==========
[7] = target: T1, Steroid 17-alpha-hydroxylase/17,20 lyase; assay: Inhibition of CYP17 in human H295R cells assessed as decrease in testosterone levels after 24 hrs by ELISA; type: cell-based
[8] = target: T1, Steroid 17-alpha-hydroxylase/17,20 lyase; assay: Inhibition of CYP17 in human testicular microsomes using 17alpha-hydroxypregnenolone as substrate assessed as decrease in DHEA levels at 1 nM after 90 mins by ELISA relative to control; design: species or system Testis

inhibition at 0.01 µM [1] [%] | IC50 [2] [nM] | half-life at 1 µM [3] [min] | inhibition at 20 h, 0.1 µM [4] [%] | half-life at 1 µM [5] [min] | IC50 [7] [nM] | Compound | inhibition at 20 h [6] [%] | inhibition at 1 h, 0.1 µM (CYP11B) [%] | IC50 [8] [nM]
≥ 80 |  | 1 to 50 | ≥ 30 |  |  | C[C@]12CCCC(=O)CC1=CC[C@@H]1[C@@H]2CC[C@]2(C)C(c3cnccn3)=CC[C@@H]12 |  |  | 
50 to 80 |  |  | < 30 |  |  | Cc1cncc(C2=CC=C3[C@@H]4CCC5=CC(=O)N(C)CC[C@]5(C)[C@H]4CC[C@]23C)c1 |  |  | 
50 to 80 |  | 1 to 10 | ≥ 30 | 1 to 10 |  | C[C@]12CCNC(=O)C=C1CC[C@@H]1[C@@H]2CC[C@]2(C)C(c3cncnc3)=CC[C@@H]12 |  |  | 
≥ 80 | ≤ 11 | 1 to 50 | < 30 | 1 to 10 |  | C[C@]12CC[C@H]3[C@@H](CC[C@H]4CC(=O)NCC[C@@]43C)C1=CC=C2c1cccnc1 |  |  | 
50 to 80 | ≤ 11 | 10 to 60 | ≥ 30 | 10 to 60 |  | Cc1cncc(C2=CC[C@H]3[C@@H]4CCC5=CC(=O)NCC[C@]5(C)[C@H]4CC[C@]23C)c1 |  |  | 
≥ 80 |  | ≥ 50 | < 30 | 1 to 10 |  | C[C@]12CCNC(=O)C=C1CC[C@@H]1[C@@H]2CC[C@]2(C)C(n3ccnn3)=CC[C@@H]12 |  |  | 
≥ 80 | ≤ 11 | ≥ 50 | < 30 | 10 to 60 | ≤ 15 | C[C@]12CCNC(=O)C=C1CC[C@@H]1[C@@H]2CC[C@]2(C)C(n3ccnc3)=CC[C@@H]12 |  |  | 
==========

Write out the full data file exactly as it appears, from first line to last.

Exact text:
[7] = target: T1, Steroid 17-alpha-hydroxylase/17,20 lyase; assay: Inhibition of CYP17 in human H295R cells assessed as decrease in testosterone levels after 24 hrs by ELISA; type: cell-based
[8] = target: T1, Steroid 17-alpha-hydroxylase/17,20 lyase; assay: Inhibition of CYP17 in human testicular microsomes using 17alpha-hydroxypregnenolone as substrate assessed as decrease in DHEA levels at 1 nM after 90 mins by ELISA relative to control; design: species or system Testis

inhibition at 0.01 µM [1] [%] | IC50 [2] [nM] | half-life at 1 µM [3] [min] | inhibition at 20 h, 0.1 µM [4] [%] | half-life at 1 µM [5] [min] | IC50 [7] [nM] | Compound | inhibition at 20 h [6] [%] | inhibition at 1 h, 0.1 µM (CYP11B) [%] | IC50 [8] [nM]
≥ 80 |  | 1 to 50 | ≥ 30 |  |  | C[C@]12CCCC(=O)CC1=CC[C@@H]1[C@@H]2CC[C@]2(C)C(c3cnccn3)=CC[C@@H]12 |  |  | 
50 to 80 |  |  | < 30 |  |  | Cc1cncc(C2=CC=C3[C@@H]4CCC5=CC(=O)N(C)CC[C@]5(C)[C@H]4CC[C@]23C)c1 |  |  | 
50 to 80 |  | 1 to 10 | ≥ 30 | 1 to 10 |  | C[C@]12CCNC(=O)C=C1CC[C@@H]1[C@@H]2CC[C@]2(C)C(c3cncnc3)=CC[C@@H]12 |  |  | 
≥ 80 | ≤ 11 | 1 to 50 | < 30 | 1 to 10 |  | C[C@]12CC[C@H]3[C@@H](CC[C@H]4CC(=O)NCC[C@@]43C)C1=CC=C2c1cccnc1 |  |  | 
50 to 80 | ≤ 11 | 10 to 60 | ≥ 30 | 10 to 60 |  | Cc1cncc(C2=CC[C@H]3[C@@H]4CCC5=CC(=O)NCC[C@]5(C)[C@H]4CC[C@]23C)c1 |  |  | 
≥ 80 |  | ≥ 50 | < 30 | 1 to 10 |  | C[C@]12CCNC(=O)C=C1CC[C@@H]1[C@@H]2CC[C@]2(C)C(n3ccnn3)=CC[C@@H]12 |  |  | 
≥ 80 | ≤ 11 | ≥ 50 | < 30 | 10 to 60 | ≤ 15 | C[C@]12CCNC(=O)C=C1CC[C@@H]1[C@@H]2CC[C@]2(C)C(n3ccnc3)=CC[C@@H]12 |  |  | 